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Certain medical conditions will no longer be given prescriptions by NHS doctors, the health service has confirmed.
In a move to save money, the NHS is attempting to reduce how much cash is spent rating minor conditions.
NHS England published a list of 35 medical ailments where patients will now be told to head to the pharmacy or supermarket to buy over-the-counter treatments.
However, BirminghamLive reports that many people are unaware of the change and are still trying to book GP appointments to deal with their health problems.
The ruling follows a public consultation that ran from December 2017 to March 2018.
The NHS stated that it has had to make difficult choices about how to spend taxpayer money.
A spokesperson said: "By reducing the amount the NHS spends on treating these minor health conditions, the NHS can give priority to treatments for patients with more serious conditions such as cancer and mental health problems."
Here are the 35 conditions that NHS doctors will no longer prescribe medication for:
- Acute sore throat
- Coughs, colds and nasal congestion
- Cradle cap
- Diarrhoea (adults)
- Dry eyes/sore tired eyes
- Excessive sweating
- Head lice
- Indigestion and heartburn
- Infant colic
- Infrequent cold sores of the lip
- Infrequent constipation
- Infrequent migraine
- Insect bites and stings
- Mild acne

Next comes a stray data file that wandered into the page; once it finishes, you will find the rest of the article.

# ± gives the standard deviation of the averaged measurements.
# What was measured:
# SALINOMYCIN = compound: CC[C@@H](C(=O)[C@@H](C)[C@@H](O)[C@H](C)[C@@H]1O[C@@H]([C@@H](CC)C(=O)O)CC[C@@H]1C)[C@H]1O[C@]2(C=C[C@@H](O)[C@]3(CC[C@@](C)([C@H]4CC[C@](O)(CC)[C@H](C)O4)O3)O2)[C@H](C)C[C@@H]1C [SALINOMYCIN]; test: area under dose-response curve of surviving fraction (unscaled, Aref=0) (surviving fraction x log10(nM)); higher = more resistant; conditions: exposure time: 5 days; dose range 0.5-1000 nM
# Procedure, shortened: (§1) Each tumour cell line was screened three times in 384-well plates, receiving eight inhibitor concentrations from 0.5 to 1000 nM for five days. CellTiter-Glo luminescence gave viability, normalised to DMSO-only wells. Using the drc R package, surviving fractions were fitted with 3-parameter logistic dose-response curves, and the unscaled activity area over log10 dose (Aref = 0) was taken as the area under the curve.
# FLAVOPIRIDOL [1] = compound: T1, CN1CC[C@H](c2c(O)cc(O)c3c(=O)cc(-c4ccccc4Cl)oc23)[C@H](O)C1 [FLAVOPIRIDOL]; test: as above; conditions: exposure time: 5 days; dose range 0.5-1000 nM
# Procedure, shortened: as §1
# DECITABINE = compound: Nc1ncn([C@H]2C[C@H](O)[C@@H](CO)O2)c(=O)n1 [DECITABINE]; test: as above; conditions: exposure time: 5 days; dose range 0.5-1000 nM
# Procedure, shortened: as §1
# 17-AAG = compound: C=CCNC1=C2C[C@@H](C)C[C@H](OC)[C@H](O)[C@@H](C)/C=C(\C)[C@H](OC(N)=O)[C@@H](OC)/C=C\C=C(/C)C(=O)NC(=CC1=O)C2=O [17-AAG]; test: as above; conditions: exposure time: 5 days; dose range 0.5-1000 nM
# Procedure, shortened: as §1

- Minor burns and scalds
- Mild cystitis
- Mild dry skin
- Mild irritant dermatitis
- Mild to moderate hay fever
- Minor conditions associated with pain, discomfort and fever (e.g. aches and sprains, headache, period pain, back pain)
- Mouth ulcers
- Nappy rash
- Oral thrush
- Prevention of tooth decay
- Ringworm/athlete's foot
- Sun protection
- Teething/mild toothache
- Travel sickness
- Warts and verrucae
Thankfully, there are some exceptions where patients may be prescribed medicine for ailments on the list.
These include having a long-term condition like arthritis or inflammatory bowel disease.
This is because over-the-counter medicines may not provide effective relief for such patients.
Exceptions will also be made for treating the side effects of a prescription or where the prescriber thinks the patient will be unable to get themselves alternative treatment.
In addition to the above illnesses, probiotics and some vitamins and minerals will no longer be routinely prescribed.
This is believed to be due to the fact that a healthy diet should provide adequate nutrition or because supplements are available to buy in shops.
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The NHS said: "A GP, nurse or pharmacist will generally not give you a prescription for over-the-counter (OTC) medicines for a range of minor health conditions.
“This is because of government policy to reduce the amount of money the NHS spends on prescriptions for treating minor conditions that usually get better on their own.
"Before these changes in 2018, the NHS spent around £569 million a year on prescriptions for medicines that can be bought from a pharmacy or supermarket, such as paracetamol."
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